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Monday, June 2, 2008

Entry for June 02, 2008

Lake Michigan does not care how big and seaworthy you think your scrawny little boat is.

Last Friday’s storm had multidirectional winds that hit 60 MPH and the surface of Lake Michigan can churn waves up in no time at all when a sudden storm like that hits. If the winds on the lake were as variable as they were here on land, you can get “confused seas,” waves coming from all directions, very scary stuff. Whatever the case was on Friday, at 11:30 AM the waves were big enough to sink a charter fishing-boat, 3-miles offshore between Waukegan and Great Lakes Naval Station.

The Lake County News-Sun article said 6’ – 8’ waves swamped the 36-foot boat and it sank in a hurry. The Captain had the presence of mind to issue life vests to his passengers and crew, and to radio a Mayday to the Coast Guard with the boat’s GPS location coordinates. The Coast Guard helicopter crew arrived in 30-minutes, with their patrol boat arriving shortly thereafter. Another News-Sun article said that there were seven very cold, very lucky, people rescued. Give a hearty salute to our Coast Guard for a job very well done.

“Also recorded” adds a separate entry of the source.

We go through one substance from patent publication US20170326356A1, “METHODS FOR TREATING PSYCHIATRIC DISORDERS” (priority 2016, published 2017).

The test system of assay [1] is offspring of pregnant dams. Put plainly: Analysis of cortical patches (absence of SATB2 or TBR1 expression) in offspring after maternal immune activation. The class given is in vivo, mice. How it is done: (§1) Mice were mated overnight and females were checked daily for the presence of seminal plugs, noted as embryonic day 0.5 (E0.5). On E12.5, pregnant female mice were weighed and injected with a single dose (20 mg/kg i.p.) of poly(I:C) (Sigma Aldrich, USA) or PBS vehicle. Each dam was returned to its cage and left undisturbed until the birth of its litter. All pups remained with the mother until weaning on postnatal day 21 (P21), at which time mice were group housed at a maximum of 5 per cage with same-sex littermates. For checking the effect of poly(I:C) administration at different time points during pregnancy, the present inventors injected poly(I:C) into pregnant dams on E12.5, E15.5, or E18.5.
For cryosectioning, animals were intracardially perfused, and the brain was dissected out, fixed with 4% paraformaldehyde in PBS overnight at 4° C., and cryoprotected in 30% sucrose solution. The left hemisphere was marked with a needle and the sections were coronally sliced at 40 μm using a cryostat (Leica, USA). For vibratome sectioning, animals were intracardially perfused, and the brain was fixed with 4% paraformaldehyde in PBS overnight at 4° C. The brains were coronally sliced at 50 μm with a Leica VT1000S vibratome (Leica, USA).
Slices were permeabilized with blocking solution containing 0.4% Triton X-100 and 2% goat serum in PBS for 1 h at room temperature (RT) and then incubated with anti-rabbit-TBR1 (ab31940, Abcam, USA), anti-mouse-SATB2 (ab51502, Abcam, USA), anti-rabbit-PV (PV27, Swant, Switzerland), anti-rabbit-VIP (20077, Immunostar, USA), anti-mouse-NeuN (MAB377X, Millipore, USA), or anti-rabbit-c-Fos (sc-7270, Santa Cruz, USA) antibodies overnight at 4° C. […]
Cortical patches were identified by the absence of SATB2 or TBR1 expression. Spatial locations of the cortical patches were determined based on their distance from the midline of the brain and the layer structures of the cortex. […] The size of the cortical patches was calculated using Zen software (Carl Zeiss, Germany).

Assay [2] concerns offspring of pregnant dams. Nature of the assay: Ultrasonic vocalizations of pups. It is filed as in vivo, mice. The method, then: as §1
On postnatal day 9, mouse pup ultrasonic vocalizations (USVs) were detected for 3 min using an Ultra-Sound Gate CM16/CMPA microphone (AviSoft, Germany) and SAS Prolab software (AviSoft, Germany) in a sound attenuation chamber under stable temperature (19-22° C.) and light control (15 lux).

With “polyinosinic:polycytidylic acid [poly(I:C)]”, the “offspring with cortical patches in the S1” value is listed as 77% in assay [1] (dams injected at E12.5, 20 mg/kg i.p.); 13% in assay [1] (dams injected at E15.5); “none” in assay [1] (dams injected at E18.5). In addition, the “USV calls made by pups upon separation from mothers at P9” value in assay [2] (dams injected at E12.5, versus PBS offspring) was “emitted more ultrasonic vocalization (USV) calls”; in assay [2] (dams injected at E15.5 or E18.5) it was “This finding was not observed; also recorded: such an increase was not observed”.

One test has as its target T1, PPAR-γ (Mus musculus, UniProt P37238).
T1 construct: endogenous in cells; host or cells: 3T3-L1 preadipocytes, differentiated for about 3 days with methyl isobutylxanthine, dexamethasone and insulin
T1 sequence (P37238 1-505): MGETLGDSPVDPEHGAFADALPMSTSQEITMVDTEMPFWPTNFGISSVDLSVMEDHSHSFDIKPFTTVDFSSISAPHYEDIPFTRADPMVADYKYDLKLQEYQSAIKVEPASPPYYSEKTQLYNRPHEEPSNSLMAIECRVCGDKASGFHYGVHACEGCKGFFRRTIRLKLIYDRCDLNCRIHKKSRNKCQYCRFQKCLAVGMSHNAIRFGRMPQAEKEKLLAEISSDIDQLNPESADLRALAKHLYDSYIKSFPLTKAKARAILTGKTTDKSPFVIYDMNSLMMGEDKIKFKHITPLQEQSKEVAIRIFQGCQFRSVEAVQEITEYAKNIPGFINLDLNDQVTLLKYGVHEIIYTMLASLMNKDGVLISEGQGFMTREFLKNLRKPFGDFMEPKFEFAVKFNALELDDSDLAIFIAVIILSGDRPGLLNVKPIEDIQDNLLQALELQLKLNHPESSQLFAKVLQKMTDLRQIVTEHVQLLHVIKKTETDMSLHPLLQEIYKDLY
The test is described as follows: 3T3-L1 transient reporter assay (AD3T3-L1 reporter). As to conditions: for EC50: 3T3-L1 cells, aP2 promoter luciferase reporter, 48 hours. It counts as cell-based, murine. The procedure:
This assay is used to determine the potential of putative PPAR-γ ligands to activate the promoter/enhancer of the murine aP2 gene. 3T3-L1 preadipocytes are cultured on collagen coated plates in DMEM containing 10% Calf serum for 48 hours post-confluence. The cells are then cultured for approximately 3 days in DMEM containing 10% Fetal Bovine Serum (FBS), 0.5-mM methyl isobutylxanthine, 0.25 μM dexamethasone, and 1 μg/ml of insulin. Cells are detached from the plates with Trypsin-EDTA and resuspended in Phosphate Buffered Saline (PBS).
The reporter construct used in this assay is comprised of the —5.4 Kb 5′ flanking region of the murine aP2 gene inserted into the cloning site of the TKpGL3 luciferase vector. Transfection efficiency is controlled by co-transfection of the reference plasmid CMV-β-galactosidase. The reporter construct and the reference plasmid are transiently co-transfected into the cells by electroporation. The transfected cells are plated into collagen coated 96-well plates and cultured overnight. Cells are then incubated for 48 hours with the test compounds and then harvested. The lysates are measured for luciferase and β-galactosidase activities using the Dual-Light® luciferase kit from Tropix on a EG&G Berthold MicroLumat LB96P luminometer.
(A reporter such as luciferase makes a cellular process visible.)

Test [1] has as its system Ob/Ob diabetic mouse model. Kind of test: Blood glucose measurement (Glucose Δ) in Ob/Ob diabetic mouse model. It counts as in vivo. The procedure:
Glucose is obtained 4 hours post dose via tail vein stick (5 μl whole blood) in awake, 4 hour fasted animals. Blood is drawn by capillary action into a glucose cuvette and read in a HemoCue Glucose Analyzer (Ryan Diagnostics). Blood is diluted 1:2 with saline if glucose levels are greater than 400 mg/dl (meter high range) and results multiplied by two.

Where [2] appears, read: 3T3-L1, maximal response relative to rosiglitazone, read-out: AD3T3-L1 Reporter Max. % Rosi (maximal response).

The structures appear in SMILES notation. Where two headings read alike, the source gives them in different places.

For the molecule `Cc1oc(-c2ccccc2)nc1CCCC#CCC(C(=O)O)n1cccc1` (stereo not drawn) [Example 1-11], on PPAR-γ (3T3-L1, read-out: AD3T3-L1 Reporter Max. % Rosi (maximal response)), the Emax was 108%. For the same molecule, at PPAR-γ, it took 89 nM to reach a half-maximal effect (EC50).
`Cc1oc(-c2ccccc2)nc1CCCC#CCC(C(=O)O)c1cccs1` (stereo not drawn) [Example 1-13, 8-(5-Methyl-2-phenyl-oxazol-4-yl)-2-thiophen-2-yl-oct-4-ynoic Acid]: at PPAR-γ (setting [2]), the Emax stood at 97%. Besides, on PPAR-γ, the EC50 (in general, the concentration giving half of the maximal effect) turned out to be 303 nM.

Before you call the boat’s captain a dumbass, hear me out. I can tell you stories of being on a glass smooth Lake Michigan when the weather service was warning of current wave conditions being over 6’, and I have been out there when the weather service said there were no waves at all while I was taking waves over the bow into the cockpit. Boating on Lake Michigan comes with no guarantee. Most of the time you go home and eat fish, but if the cards you are dealt turn up
black aces and eights you don’t go home and the fish get to eat you.

In other news related to Friday’s storm, there were still 6,900 homes without power as of Saturday morning. Sadly, I found that the storm winds stripped the petals from my last two remaining tulips of this season, a beautiful pair of pink tulips that lasted for what seemed like weeks. Gladly, my peach colored irises have bloomed. Spring is racing into summer.

James A. Zachary Jr.

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